This additional information to what I originally wrote. So far my phone has not rang since changing my number. At least I have had silence for two days. Wow, I wonder how long it will take them to get my number? Thank you telephone carrier. I'm sure they will find me since they hacked my computer as they are now trying to "give" me gift cards, loans and trips on my computer. I've turned it off and don't open the messages. Technology will be the downfall of this country. I like the old fashioned way but kids today don't even know how to use their brain without a computer.

I need help filing a complaint against a business.

Anyone heard about wmclientsolution??

I.got.a robo call.that said i.have a complant filed on me for tax.fraud, and.it tells me.to call.some # to fix the issue with the IRS

I received a robo call on my machine, claiming "the IRS is filing a lawsuit against you" and a number in WA state to call. I contacted the IRS and now the FTC. Crazy.

My credit card company sent me the bill despite the fact that I reported the scam and asked to stop payment. They had stated to "give them 3 business day to see if it they really do put it through". Three days later the credit card company told me I shouldn't have given the scam company my credit card information, so now I have been charged. They did however, send me a new card and cancelled the other. Question: should I have been billed?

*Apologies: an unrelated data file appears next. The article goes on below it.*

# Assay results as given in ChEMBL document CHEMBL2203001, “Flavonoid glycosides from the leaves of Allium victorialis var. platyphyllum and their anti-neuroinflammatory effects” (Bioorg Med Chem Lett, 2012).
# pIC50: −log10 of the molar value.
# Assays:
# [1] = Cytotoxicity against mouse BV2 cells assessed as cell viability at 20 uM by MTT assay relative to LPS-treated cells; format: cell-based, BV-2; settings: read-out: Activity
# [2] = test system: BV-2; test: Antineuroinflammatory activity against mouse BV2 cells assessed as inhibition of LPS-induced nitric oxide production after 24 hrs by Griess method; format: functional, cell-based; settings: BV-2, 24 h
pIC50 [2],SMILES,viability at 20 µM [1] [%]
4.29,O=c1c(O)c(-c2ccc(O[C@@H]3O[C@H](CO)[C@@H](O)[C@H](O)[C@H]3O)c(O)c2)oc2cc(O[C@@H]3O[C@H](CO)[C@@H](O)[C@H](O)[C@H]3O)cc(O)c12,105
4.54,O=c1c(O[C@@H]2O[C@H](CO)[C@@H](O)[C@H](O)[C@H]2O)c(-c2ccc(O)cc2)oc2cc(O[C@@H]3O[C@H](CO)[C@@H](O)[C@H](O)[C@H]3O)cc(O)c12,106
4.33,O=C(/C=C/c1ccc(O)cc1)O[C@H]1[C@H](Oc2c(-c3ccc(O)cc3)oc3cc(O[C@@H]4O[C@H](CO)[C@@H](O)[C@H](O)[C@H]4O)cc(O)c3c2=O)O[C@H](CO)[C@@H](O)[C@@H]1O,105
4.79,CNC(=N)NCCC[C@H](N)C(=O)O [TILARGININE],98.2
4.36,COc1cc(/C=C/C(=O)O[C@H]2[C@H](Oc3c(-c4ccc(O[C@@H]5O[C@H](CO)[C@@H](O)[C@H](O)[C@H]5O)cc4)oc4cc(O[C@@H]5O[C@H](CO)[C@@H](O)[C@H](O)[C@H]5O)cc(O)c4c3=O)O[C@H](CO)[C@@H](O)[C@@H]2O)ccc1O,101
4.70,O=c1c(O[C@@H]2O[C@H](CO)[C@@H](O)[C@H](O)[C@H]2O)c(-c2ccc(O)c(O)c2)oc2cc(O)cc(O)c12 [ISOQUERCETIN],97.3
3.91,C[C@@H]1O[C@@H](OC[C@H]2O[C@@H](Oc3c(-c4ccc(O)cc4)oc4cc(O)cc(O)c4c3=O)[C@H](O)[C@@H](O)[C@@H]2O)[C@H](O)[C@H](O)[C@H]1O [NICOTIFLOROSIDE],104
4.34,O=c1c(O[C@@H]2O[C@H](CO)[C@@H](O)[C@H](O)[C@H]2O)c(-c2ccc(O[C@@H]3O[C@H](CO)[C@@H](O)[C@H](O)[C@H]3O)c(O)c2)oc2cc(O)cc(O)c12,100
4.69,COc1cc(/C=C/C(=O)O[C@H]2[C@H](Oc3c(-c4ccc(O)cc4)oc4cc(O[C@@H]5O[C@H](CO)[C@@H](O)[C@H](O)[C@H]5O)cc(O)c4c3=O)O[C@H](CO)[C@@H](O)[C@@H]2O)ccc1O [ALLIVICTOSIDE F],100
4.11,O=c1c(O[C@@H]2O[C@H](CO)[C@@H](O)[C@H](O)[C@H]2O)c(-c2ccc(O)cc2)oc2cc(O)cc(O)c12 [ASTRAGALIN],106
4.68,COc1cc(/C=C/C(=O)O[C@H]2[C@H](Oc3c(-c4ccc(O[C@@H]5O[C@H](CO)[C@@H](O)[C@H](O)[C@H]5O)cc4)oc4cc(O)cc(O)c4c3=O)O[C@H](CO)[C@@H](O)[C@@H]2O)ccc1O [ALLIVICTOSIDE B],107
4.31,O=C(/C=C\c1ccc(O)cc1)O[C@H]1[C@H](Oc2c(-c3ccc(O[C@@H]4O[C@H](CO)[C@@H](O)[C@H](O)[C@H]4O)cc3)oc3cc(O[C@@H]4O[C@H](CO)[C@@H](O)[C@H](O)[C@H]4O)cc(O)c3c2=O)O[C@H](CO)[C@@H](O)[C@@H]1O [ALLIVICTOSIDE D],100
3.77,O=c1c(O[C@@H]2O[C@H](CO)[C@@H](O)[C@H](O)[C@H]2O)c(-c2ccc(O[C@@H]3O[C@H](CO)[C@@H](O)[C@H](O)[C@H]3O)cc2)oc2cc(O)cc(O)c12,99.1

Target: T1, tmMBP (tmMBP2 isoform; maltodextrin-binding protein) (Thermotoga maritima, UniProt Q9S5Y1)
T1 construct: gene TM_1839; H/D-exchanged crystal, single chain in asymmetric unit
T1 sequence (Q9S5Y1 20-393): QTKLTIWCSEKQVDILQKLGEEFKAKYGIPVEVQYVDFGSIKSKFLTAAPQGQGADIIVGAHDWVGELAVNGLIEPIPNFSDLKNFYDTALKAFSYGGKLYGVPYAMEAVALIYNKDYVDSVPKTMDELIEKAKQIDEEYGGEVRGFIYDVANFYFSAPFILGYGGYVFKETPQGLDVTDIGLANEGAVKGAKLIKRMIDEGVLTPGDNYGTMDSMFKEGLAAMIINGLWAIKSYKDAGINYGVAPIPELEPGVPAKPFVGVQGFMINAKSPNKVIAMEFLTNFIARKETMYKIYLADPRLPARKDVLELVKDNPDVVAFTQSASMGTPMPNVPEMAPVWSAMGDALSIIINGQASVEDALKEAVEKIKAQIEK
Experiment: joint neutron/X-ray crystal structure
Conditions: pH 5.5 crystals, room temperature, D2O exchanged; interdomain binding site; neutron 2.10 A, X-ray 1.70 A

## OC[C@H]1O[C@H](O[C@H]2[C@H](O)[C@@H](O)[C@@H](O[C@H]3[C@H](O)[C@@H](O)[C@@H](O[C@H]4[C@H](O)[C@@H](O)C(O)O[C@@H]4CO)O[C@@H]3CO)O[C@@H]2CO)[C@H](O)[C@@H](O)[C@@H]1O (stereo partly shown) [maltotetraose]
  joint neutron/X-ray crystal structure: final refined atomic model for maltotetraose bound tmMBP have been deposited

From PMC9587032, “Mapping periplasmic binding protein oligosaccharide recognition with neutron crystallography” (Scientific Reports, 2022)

The Fair Credit Billing Act lets you dispute billing errors if you are charged for goods or services you didn't accept or that weren't delivered as agreed. This FTC article about Disputing Credit Card Charges tells you how to make the dispute.

Thank you very much for this important information.

I notice no one has made a complaint about the online service which Alibaba.com and AliExpress.com provides. These online company allow your company to submit request for items and give your email to several fake companies.

You can report a problem with a company to the FTC at FTC.gov/complaint.

Leave a Comment

Comment Policy

Read Our Privacy Act Statement

It is your choice whether to submit a comment. If you do, you must create a user name, or we will not post your comment. The Federal Trade Commission Act authorizes this information collection for purposes of managing online comments. Comments and user names are part of the Federal Trade Commission’s (FTC) public records system, and user names also are part of the FTC’s computer user records system. We may routinely use these records as described in the FTC’s Privacy Act system notices. For more information on how the FTC handles information that we collect, please read our privacy policy.